Thursday, August 11, 2011

Digital Textbooks Said to Be Less Effective Than Printed Texts

Dallas Morning News writer Nicholas Carr suggests that schools should think twice before dumping their traditional textbooks for digital texts and Kindles.  Unfortunately, as Carr points out in his piece, too many school boards are ready to jump immediately onto any new technology bandwagon that comes along.
In theory, the benefits of electronic textbooks seem clear and compelling. They can be updated quickly with new information. They promise cost savings, at least over the long haul. They reduce paper and photocopier use. And they're lightweight, freeing students from the torso-straining load of book-filled backpacks.   
But schools may want to pause before jumping on the e-book bandwagon. Recent studies suggest that printed books continue to have important advantages over digital ones. Not only do they accommodate a wider array of learning styles, but they also encourage more attentive reading and study. And if there's anything in short supply among students today, it's attentiveness. In a study last year at the University of Washington, a group of graduate students were given Kindles, and their use of the devices was monitored through diary entries and interviews. By the end of the school year, nearly two-thirds of the students had abandoned the Kindle or were using it only infrequently.

In another recent study, 500 undergraduates at the University of California were asked to compare printed books with e-books. Most of the students said they still preferred reading from pages rather than from screens. According to a report on the study, many of the students "commented on the difficulty they have learning, retaining and concentrating" when looking at a computer screen. In a typical complaint, one of the students said, "E-books divide my attention."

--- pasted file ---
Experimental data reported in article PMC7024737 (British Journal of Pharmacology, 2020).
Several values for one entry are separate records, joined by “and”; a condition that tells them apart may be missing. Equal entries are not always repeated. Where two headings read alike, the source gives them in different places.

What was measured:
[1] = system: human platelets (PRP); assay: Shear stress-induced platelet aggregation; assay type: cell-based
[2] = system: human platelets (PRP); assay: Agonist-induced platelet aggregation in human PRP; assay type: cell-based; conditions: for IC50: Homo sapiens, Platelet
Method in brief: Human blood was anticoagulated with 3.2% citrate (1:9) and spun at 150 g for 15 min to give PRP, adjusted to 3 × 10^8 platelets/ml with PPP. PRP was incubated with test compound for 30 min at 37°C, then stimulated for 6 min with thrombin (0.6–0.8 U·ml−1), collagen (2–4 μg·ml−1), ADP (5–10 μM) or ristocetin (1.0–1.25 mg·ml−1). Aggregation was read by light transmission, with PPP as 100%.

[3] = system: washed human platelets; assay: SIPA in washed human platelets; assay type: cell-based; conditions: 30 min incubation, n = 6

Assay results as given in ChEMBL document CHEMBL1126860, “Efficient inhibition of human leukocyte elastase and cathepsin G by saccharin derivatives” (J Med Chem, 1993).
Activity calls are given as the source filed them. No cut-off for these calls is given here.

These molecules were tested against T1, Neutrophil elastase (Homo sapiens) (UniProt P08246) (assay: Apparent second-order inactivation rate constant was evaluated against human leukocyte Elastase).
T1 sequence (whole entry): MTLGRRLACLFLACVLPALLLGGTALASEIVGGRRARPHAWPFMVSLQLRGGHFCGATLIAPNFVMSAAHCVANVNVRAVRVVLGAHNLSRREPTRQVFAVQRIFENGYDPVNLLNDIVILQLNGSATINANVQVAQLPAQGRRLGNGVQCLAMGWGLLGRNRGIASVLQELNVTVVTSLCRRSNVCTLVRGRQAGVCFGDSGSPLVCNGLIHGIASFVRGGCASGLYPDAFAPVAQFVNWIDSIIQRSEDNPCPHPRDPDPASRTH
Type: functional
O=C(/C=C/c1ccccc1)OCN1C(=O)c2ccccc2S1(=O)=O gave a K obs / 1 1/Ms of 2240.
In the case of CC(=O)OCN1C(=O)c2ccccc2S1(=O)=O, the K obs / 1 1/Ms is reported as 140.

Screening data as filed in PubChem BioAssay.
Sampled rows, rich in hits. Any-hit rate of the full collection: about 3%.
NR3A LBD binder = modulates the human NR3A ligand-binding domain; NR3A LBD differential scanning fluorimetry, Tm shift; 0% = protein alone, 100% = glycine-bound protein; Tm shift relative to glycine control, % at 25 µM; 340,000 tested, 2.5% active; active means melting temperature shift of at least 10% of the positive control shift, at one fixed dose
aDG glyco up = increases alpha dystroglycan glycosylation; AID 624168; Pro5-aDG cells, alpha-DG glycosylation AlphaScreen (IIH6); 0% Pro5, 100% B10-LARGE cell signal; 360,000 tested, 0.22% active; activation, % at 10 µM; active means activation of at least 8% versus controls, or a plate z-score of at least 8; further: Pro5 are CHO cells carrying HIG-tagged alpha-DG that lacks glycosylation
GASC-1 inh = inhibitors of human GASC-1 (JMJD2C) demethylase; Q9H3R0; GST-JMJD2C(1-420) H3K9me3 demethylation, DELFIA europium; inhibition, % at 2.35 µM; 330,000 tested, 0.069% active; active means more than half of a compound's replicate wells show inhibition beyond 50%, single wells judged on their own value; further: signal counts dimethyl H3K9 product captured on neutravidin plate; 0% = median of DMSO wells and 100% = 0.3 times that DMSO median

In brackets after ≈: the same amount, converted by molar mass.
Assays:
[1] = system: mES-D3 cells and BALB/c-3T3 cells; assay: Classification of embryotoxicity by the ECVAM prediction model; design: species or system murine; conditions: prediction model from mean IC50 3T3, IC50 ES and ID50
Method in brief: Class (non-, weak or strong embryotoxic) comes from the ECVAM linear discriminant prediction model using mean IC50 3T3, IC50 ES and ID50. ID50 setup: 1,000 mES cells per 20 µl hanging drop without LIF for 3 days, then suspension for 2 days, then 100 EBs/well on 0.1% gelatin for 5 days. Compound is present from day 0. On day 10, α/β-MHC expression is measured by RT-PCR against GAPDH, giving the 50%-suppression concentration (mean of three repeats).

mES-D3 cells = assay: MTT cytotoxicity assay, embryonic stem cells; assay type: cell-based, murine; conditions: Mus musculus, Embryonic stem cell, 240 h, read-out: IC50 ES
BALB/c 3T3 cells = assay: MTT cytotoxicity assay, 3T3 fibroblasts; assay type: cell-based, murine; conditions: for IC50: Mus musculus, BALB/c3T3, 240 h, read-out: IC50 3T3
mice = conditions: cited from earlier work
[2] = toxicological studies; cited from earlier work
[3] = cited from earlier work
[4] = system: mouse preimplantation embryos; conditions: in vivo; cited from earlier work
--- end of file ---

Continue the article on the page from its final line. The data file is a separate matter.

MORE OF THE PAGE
Please read the article to get the full impact of Carr's argument.  I am particularly impressed by his comments comparing the flexibility of reading a physical book compared to the rigidity involved in reading a digital textbook.  I think Carr just explained to me why I am personally still uneasy about doing too much of my reading via e-books.  I have too many little reading habits that don't transfer readily to the new technology - and I'm willing to bet that most of you do, too.

None of this might be a big deal when reading for pleasure during one's leisure time, but it could make a critical difference in the education of thousands of high school and college students who have marginal reading skills or learning difficulties.  After all, we live in what seems to be an ADD world already.  Why make it tougher than it has to be?

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